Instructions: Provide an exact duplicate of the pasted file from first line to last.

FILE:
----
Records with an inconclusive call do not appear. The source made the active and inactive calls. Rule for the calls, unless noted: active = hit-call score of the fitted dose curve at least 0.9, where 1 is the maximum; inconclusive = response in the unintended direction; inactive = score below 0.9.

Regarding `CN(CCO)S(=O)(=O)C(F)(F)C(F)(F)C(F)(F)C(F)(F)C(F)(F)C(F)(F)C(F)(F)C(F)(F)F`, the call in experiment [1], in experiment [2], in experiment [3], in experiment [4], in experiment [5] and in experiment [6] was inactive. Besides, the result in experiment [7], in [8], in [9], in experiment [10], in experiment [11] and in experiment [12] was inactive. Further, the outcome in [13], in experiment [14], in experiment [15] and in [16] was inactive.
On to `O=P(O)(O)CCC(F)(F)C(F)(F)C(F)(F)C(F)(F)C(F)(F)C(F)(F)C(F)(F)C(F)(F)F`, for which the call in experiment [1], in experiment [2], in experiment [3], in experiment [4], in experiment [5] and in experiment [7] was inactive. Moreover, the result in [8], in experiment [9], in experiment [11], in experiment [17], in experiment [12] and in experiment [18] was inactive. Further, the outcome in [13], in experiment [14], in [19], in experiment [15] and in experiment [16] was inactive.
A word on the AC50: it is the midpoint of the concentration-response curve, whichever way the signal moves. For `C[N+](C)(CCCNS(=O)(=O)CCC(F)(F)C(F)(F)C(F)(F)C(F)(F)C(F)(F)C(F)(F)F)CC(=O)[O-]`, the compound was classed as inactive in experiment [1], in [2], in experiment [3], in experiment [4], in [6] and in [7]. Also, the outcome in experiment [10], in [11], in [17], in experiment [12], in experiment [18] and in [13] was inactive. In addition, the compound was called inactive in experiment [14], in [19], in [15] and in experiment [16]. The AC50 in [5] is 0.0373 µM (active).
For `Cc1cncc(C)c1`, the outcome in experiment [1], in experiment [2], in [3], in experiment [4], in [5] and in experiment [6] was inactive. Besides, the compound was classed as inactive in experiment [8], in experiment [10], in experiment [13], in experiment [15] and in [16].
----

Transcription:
Records with an inconclusive call do not appear. The source made the active and inactive calls. Rule for the calls, unless noted: active = hit-call score of the fitted dose curve at least 0.9, where 1 is the maximum; inconclusive = response in the unintended direction; inactive = score below 0.9.

Regarding `CN(CCO)S(=O)(=O)C(F)(F)C(F)(F)C(F)(F)C(F)(F)C(F)(F)C(F)(F)C(F)(F)C(F)(F)F`, the call in experiment [1], in experiment [2], in experiment [3], in experiment [4], in experiment [5] and in experiment [6] was inactive. Besides, the result in experiment [7], in [8], in [9], in experiment [10], in experiment [11] and in experiment [12] was inactive. Further, the outcome in [13], in experiment [14], in experiment [15] and in [16] was inactive.
On to `O=P(O)(O)CCC(F)(F)C(F)(F)C(F)(F)C(F)(F)C(F)(F)C(F)(F)C(F)(F)C(F)(F)F`, for which the call in experiment [1], in experiment [2], in experiment [3], in experiment [4], in experiment [5] and in experiment [7] was inactive. Moreover, the result in [8], in experiment [9], in experiment [11], in experiment [17], in experiment [12] and in experiment [18] was inactive. Further, the outcome in [13], in experiment [14], in [19], in experiment [15] and in experiment [16] was inactive.
A word on the AC50: it is the midpoint of the concentration-response curve, whichever way the signal moves. For `C[N+](C)(CCCNS(=O)(=O)CCC(F)(F)C(F)(F)C(F)(F)C(F)(F)C(F)(F)C(F)(F)F)CC(=O)[O-]`, the compound was classed as inactive in experiment [1], in [2], in experiment [3], in experiment [4], in [6] and in [7]. Also, the outcome in experiment [10], in [11], in [17], in experiment [12], in experiment [18] and in [13] was inactive. In addition, the compound was called inactive in experiment [14], in [19], in [15] and in experiment [16]. The AC50 in [5] is 0.0373 µM (active).
For `Cc1cncc(C)c1`, the outcome in experiment [1], in experiment [2], in [3], in experiment [4], in [5] and in experiment [6] was inactive. Besides, the compound was classed as inactive in experiment [8], in experiment [10], in experiment [13], in experiment [15] and in [16].